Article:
Further Evidence that Belgium is the Best

Some more pictures of Antwerp, beginning with me in a lovely garden we found tucked away in the middle of the city. Image Image Image

And another waffle:

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And finally, Brugge. It was a most beautiful place.

 

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Last waffle!

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And once again my computer is struggling and the last pictures are small… but still pretty!

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So there you have it, Belgium in all its glory. I hope you enjoyed the pictures, I sure enjoyed taking them. -Katie

So this is how Charlie felt…

Well, I guess this won’t come a surprise, but I’m back across the atlantic now. I made it home safe and sound on Saturday. It’s hard to believe that study abroad has already come and gone! But I will leave that for my next post. This belated post is devoted to a wonderous place, and that place is Belgium. First of all, I would just like to go on record and say my three days in Belgium were hands down the best trip I took this entire semester. It was three days of window shopping, appreciating beautiful architecture, consuming vast amounts of waffles and chocolate (with some french fries and beer thrown in for good measure), and most importantly spending time with some lovely people. It was the perfect send off for this incredible journey. Last weekend I toured Brussels, Antwerp, and Brugge with friends Gwen, Callie, and Dan and I only wish I never had to leave. Because my friends, Belgium is a place that has got its priorities properly sorted. It is full of delicous seafood and dessert (seriously, this was nothing more than an eating holiday and I regret absolutely nothing. It was a grown-up trip to the Willie Wonka Chocolate Factory), has excellent beverages, lovley countryside, and an overall relaxed approach to life which I think is very healthy. Of the three cities, my favorite was Antwerp. Brussels has a very nice old town area, but stray too far outside of the tourist bounds and it quickly becomes an industrial city with just enough grime and shifty characters on the subway to make you think twice. Brugge was definitely the most beautiful place we went, but it was almost too good to be true- it felt a bit like the Williamsburg Villiage in Virigina if that makes any sense. But Antwerp was cool. It was a perfect combination of Old World glamour and the chic Europe we have come to know and love today. It was extraordinarily clean and the inhabitiants seem to have fully embraced bikes as a way of getting around, which was awesome. I was told that it was very much like Amsterdam in this respect, so I would definitley like to go visit so that I may compare. Antwerp was a place I could see myself living, if only I learned French (or Dutch, as both are official languages in Belgium).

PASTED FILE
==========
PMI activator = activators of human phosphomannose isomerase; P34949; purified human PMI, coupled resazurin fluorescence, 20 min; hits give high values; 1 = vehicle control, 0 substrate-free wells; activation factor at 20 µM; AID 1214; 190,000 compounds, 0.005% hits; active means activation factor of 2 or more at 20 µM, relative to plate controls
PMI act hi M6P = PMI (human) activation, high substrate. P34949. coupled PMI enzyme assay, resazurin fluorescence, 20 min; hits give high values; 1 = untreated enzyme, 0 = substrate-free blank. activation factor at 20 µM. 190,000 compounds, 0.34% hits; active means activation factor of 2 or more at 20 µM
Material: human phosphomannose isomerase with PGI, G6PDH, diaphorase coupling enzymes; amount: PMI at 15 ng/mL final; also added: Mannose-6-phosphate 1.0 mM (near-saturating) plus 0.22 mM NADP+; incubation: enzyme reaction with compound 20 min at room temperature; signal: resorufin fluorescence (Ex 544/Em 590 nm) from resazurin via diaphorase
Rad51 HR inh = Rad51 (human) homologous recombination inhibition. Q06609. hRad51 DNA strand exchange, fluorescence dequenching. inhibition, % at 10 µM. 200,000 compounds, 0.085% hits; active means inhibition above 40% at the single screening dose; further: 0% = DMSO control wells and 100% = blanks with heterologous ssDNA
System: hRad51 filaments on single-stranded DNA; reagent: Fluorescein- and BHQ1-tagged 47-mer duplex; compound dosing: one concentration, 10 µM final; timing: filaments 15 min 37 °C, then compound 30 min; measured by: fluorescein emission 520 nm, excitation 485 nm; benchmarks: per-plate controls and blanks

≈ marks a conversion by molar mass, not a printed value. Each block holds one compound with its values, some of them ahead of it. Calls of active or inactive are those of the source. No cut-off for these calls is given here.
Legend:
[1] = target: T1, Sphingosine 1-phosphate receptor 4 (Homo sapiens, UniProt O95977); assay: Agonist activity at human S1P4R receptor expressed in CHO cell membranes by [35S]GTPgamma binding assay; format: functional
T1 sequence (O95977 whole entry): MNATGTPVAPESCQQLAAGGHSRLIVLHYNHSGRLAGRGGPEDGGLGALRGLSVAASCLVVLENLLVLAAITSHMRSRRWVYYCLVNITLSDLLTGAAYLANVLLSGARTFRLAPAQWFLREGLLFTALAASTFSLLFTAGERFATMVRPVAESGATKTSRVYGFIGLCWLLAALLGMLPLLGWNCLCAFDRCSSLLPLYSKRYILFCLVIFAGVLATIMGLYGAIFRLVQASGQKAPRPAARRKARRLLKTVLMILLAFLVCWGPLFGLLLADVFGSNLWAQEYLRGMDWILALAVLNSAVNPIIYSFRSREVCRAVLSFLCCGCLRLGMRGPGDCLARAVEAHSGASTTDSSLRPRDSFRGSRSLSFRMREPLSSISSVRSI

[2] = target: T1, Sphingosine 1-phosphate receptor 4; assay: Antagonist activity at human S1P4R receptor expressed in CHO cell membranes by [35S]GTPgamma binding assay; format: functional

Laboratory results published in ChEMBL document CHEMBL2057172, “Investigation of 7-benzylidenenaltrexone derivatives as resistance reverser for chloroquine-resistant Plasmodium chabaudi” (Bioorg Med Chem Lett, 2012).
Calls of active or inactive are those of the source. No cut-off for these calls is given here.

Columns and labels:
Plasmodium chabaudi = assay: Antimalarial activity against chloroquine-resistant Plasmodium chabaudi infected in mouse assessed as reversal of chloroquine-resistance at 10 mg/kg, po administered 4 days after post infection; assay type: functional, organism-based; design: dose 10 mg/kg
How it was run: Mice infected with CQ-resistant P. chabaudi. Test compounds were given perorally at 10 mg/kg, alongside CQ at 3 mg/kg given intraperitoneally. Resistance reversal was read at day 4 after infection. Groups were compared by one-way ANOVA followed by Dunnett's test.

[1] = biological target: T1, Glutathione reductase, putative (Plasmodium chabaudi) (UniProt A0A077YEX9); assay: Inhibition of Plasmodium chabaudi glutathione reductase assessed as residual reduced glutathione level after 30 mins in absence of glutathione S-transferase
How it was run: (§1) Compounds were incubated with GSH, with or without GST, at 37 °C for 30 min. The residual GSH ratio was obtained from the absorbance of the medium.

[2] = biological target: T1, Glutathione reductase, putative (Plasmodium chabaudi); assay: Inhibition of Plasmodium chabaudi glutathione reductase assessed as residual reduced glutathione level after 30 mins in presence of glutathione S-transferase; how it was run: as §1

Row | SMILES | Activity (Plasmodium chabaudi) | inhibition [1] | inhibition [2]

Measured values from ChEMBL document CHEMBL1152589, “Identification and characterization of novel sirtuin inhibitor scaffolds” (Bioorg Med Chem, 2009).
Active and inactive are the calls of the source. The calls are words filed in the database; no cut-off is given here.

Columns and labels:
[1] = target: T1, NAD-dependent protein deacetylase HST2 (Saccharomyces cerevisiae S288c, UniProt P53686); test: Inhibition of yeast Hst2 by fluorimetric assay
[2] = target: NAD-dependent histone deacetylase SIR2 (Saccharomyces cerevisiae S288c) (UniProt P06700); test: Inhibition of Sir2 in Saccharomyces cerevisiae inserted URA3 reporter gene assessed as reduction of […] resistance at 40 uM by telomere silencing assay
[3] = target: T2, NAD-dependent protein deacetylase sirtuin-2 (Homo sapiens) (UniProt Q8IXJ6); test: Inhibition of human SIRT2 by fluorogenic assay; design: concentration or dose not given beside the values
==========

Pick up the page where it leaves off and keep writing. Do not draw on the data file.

And the waffles. Oh, the waffles. Rest assured, everything you have imagined about sweets in Belgium are true. The chocolate was aweinspiring, particularly because we managed to visit during Easter so there were eggs galore.  But more than pretty scenary or yummy food, what made this trip the best ever was the people I traveled with. I think I said something to the same effect about a previous trip, but it definitely true that your company is what will make an expereince postive or not, rather than the things you see or the places you go. I think that’s a very important lesson to have learned. Now without further ado, I present pictures of the Greatest Place Ever: